One of the app’s major benefits is that it slices email traffic by a huge amount – something many teams are eager to do. It’s easier to have one-on-ones using the app, and important conversations can be traced with far more ease than traditional email.

“Slack for immediate action really is the best for our teams – and far quicker than email,” says Eduardo Campos, CEO and founder Mexico for ScreenIT, a company that helps businesses outsource talent in Mexico.

Teams that spoke with Nearshore Americas even said they prefer it to email – image files, spreadsheets, brainstorming sessions can all be shared on its platform – with one manager in particular saying he is trying to use it completely instead of email. It is also praised for freeing up time by replacing morning meetings: conversations that can’t be had over email can be held over Slack now, making space for the things that really need to be done.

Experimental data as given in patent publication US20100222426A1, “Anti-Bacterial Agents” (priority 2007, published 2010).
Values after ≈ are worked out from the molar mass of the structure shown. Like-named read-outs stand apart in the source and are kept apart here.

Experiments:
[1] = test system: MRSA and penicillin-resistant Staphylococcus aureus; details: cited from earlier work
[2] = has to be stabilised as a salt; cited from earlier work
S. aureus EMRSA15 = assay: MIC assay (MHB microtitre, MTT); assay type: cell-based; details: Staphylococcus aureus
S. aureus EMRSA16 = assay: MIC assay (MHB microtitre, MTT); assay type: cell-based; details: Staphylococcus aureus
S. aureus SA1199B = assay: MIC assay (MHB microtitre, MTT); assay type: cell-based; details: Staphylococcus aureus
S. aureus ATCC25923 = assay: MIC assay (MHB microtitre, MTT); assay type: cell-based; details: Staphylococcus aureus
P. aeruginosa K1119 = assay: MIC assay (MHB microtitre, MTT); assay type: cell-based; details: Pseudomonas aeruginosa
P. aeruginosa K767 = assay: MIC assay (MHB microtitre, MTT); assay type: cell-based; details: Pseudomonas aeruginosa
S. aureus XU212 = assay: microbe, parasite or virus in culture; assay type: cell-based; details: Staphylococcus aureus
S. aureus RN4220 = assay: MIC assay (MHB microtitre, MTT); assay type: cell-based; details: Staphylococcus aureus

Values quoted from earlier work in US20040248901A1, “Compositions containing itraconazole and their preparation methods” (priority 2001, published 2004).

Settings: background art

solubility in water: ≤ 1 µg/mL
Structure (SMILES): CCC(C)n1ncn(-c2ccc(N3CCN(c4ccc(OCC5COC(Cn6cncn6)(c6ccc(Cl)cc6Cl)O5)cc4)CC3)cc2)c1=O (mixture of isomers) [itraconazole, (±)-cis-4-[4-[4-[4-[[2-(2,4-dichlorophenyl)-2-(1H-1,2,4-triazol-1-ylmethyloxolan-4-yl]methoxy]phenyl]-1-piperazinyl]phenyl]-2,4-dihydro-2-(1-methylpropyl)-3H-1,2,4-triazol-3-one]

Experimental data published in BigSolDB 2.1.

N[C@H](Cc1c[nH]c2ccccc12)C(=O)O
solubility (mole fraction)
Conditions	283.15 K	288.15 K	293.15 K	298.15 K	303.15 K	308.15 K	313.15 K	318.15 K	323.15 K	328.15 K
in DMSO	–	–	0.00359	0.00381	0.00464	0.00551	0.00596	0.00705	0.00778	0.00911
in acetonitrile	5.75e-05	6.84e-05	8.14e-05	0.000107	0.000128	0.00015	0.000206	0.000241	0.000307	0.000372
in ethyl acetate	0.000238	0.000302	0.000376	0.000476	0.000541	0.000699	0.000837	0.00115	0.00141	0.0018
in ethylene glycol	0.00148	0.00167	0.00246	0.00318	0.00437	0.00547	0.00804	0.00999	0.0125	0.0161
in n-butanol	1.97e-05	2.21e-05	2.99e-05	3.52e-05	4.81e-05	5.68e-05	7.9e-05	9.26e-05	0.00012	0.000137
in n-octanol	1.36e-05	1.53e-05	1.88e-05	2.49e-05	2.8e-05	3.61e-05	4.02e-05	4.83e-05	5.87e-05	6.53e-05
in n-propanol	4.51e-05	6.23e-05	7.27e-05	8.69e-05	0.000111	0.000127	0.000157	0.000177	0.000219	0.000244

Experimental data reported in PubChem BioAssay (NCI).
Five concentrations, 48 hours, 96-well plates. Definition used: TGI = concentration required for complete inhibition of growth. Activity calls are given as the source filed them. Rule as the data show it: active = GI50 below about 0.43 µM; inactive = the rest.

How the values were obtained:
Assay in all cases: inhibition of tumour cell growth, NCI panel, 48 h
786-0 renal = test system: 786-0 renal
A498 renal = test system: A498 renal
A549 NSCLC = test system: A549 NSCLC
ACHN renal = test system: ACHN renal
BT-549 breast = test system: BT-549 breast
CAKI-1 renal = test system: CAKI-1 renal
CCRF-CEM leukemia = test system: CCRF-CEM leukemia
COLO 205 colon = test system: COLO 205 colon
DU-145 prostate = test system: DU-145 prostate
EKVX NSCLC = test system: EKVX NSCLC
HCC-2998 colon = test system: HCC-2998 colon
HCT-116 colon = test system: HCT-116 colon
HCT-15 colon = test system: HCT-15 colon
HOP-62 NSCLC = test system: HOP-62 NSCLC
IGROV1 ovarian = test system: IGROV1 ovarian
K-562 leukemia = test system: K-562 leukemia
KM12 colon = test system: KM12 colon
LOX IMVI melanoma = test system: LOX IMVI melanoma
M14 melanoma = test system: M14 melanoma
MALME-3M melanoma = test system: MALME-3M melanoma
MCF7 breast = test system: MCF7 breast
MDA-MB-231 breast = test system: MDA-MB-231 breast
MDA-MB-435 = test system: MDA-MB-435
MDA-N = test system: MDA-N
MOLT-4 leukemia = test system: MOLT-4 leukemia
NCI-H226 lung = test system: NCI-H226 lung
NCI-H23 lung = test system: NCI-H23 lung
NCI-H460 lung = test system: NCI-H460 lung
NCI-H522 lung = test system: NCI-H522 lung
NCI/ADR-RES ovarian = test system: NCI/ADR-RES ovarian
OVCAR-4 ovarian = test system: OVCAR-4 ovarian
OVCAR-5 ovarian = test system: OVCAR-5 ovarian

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Skype isn’t just a tool for keeping in touch with your family when you’re halfway across the other side of the world – it can be a great way of communicating between software teams. Very much like Slack, its chat messaging service allows filesharing and can free-up time.

Skype’s video service is also popular among teams and meetings can also be held via this service, which can keep meetings on time when a member is out of the office, for example.

Low-cost calls are the biggest benefit of a team using Skype, though. Many software developing teams who have been outsourced will be communicating with companies based elsewhere – and urgent phone calls to other countries will be inevitable. Cutting these costs is only advantageous. Skype also allows its users to manage accounts, so credit can be allocated and spending tracked when making calls – allowing for teams to budget accordingly.